4. Therefore, what is happening in the inter-bank wakala investment which appear in these financial statements is neither organized tawarruq nor non-organized tawarruq, but rather a form of commodity murabaha tawarruq which may be termed as “embedded tawarruq”, a term which is borrowed from an article titled “Embedded Option” by Prof. Tariqullah Khan. It may also be termed as “hybrid wakala-tawarruq Investment, belated tawarruq or closed ended tawarruq”. The reason is that at the face value the preliminary contractual relationship is agency but the economic value is realized via the process of embedded tawarruq, which is functionally executed through commodity murabaha.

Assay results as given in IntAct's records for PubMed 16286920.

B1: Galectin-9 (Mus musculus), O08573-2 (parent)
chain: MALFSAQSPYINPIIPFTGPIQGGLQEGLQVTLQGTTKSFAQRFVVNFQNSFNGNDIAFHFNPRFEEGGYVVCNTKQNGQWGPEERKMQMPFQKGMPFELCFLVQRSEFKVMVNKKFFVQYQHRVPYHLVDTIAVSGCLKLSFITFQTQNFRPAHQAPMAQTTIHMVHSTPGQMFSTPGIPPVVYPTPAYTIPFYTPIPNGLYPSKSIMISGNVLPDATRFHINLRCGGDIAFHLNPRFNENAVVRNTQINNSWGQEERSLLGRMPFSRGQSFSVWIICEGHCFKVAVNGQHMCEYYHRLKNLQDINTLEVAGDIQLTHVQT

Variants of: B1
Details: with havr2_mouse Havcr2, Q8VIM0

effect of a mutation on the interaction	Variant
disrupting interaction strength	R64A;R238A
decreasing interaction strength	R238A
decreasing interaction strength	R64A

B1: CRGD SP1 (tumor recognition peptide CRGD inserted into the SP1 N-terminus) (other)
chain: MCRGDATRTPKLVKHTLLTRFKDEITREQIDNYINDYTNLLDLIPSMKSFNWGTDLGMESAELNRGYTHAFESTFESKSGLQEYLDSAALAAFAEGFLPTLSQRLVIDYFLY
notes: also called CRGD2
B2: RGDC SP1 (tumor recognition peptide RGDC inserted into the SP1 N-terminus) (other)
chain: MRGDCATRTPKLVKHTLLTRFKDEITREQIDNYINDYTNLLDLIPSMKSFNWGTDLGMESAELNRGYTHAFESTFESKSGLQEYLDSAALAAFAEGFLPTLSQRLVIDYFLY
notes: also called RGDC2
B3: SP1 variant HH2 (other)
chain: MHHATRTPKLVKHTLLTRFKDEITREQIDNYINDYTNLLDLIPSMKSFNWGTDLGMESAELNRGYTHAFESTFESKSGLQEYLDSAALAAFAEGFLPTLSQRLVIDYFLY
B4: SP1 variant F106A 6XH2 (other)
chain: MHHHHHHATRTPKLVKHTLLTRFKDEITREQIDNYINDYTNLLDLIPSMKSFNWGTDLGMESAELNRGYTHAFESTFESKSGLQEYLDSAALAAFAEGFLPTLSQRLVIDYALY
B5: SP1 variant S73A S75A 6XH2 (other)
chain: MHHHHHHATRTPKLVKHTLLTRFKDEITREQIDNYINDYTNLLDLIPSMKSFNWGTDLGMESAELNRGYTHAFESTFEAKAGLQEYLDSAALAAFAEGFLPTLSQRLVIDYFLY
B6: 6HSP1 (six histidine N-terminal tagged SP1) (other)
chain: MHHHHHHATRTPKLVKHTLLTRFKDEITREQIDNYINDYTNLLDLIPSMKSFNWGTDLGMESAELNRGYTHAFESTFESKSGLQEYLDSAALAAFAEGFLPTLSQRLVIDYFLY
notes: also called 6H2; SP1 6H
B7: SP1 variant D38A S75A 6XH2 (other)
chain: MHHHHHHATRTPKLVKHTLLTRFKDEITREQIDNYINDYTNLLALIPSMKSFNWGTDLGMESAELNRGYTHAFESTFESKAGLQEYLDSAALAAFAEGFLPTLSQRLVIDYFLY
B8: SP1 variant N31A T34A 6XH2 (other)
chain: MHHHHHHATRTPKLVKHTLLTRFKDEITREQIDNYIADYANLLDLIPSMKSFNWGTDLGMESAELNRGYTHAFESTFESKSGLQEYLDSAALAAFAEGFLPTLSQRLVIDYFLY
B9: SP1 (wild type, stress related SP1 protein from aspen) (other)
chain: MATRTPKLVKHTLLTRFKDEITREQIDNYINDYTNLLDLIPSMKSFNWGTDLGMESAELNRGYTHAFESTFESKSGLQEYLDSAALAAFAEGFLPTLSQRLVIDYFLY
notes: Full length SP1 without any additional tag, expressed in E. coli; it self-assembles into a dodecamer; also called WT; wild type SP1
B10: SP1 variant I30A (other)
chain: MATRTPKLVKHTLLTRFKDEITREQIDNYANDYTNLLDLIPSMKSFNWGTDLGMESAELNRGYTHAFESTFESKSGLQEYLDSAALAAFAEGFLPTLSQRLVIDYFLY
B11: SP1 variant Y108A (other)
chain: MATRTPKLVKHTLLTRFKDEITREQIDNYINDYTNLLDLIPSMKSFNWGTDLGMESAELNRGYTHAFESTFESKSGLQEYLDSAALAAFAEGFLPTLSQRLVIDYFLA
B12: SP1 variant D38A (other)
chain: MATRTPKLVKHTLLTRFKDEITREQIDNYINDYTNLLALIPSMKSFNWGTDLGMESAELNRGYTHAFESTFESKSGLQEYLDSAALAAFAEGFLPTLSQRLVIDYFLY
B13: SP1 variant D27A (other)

Written by Dr. Mohammed Burhan Arbouna

On 1/7/2019.